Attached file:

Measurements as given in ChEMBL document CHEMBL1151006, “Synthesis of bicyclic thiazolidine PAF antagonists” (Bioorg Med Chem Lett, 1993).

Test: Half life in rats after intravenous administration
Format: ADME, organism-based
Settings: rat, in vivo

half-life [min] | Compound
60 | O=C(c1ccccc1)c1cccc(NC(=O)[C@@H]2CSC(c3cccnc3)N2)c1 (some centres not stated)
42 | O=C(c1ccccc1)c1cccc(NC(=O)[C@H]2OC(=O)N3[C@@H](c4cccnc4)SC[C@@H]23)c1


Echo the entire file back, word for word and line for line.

Measurements as given in ChEMBL document CHEMBL1151006, “Synthesis of bicyclic thiazolidine PAF antagonists” (Bioorg Med Chem Lett, 1993).

Test: Half life in rats after intravenous administration
Format: ADME, organism-based
Settings: rat, in vivo

half-life [min] | Compound
60 | O=C(c1ccccc1)c1cccc(NC(=O)[C@@H]2CSC(c3cccnc3)N2)c1 (some centres not stated)
42 | O=C(c1ccccc1)c1cccc(NC(=O)[C@H]2OC(=O)N3[C@@H](c4cccnc4)SC[C@@H]23)c1